Skip to main content

Atomic: the first war of physics – Jim Baggott *****

The best popular science book of the year to date by far (April 2009), this is an epic journey through the development of atomic power and the atom bomb during the second world war.
It’s a seriously chunky tome at nearly 500 pages, but for once this length is justified. It isn’t padded out by repetition and rhetoric, this really is such a big story that it needs this kind of length.
It might seem there really isn’t much of a story left to tell. What with Richard Feynman’s superb reminiscences of the Manhattan Project and many, many books on that first real example of big science, you might be inclined to say ‘what’s new?’ – but Jim Baggott more than pulls it off by covering not one, but four stories of the development of the terrifying power of the atom – in Germany, the US, the UK and the USSR.
He takes us back to the first concept that fission could produce a chain reaction and leads us through the gradually realization in the UK and then the US, that Germany could be building atomic weapons and this posed a huge threat. There’s the dramatic raids on the heavy water plant in Norway, and lying underneath all the developments the growing network of spies, feeding information from the West to Russia. It’s surprising how slow the US was to realize what was going on, and fascinating to see the political machinations across the Atlantic.
That’s not all. We see the two pictures of what was going on in Germany, never totally rationalized. Were Werner Heisenberg and his fellow scientists just not up to the job, but trying hard to give the fatherland a super weapon, or (as they later rationalized), were they intentionally going slow on the development of a bomb? What’s also amazing is how early the idea of deterrence came along – the great Danish physicist Niels Bohr suggesting the idea of the concept of atomic weapons being enough for deterrence well before they were built. Most remarkable of all, the way we nearly had a world organization giving everyone access to atomic power and with no one having nuclear weapons, an idea that came out of the US administration, but was scuppered by the more hawkish wing of the same group of people.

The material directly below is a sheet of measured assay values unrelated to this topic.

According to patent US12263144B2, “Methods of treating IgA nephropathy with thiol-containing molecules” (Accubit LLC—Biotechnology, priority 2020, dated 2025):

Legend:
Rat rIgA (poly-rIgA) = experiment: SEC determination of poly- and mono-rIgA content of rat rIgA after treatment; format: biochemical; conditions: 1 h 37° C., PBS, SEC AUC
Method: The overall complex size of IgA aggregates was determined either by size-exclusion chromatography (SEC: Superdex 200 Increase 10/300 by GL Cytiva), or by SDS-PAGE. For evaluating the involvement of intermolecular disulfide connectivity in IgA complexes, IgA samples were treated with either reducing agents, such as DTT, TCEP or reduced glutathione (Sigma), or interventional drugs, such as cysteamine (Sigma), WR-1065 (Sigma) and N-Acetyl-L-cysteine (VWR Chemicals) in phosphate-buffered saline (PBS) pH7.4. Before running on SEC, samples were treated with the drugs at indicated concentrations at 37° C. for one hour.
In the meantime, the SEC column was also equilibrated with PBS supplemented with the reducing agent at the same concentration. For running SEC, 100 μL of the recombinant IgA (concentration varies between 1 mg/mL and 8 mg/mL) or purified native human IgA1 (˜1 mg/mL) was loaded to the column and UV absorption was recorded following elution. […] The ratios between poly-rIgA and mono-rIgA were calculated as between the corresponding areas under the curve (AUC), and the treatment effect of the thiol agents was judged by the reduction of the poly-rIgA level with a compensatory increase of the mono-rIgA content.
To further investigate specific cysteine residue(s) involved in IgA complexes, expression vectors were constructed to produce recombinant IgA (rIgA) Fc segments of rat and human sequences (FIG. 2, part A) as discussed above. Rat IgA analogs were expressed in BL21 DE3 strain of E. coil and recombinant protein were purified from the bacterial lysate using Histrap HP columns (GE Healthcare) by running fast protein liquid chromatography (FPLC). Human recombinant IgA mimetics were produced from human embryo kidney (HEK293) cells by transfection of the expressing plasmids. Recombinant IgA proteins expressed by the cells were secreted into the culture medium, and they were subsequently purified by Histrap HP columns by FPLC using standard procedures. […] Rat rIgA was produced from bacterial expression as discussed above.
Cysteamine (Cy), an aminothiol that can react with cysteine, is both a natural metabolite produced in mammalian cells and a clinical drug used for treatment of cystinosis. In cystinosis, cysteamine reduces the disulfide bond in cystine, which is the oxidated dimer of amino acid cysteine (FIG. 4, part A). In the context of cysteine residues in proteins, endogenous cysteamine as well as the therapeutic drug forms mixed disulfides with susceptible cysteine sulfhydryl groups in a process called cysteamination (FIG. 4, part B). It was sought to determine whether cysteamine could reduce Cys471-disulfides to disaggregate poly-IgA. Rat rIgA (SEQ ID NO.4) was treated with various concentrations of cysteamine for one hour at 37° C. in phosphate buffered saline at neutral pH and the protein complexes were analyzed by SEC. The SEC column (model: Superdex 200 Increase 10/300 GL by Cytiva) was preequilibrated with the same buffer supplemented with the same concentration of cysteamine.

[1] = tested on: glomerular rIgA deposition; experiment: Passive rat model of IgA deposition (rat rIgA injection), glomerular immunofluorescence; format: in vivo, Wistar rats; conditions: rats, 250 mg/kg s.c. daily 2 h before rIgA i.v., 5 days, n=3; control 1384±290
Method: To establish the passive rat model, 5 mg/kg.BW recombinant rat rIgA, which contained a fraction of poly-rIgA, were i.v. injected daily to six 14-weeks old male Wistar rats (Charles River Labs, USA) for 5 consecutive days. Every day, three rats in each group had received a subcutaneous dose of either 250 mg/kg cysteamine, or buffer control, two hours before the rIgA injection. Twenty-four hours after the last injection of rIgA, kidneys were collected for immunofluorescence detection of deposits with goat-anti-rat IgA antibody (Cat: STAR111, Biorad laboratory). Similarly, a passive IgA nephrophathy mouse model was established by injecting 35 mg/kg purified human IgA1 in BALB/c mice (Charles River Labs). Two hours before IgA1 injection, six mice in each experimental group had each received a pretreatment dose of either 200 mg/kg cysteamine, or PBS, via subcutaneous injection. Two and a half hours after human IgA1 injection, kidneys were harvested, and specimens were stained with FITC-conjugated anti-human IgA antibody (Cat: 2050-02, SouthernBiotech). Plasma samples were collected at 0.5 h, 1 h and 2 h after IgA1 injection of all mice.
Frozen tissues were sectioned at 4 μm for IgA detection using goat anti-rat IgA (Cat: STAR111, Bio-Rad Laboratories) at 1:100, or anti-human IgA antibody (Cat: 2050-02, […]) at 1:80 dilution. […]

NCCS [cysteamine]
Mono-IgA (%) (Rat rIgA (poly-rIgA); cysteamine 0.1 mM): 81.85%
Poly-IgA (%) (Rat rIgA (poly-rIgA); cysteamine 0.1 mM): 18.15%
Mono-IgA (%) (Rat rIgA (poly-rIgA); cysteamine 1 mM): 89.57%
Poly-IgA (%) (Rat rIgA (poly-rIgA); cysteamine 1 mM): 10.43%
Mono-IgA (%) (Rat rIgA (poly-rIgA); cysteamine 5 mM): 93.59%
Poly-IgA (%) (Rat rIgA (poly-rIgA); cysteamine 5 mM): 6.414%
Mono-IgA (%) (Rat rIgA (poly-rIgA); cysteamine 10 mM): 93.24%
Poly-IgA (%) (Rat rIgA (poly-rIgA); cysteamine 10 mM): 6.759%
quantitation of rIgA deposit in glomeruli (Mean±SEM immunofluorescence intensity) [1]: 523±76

If the book has a weakness, it’s the sheer volume of people involved. I lost track of some of the names and couldn’t really care about many of them. As Baggott switches from location to location, I was sometimes a bit confused about where I was. One chapter, for instance, begins ‘The work of the MAUD committee had proceeded apace through the last few months of 1940.’ I was desperately trying to remember whose committee this was, in which country, and didn’t discover until a couple of paragraphs later. There just is a huge amount of detail, and sometimes you need to let this flow over you and not worry too much about total comprehension.
This is an unparalleled book that should be on the shelf of anyone with an interest in the development of nuclear power, or how the Second World War was won. It really brings home how much this was the war of science. Here we see the nuclear weapons, but there was also the code cracking, particularly the Bletchley Park work, radar and the development of operational research all coming from science and playing their part. I’m not an enthusiast for books on the Second World War, but this one had me enthralled. Highly recommended.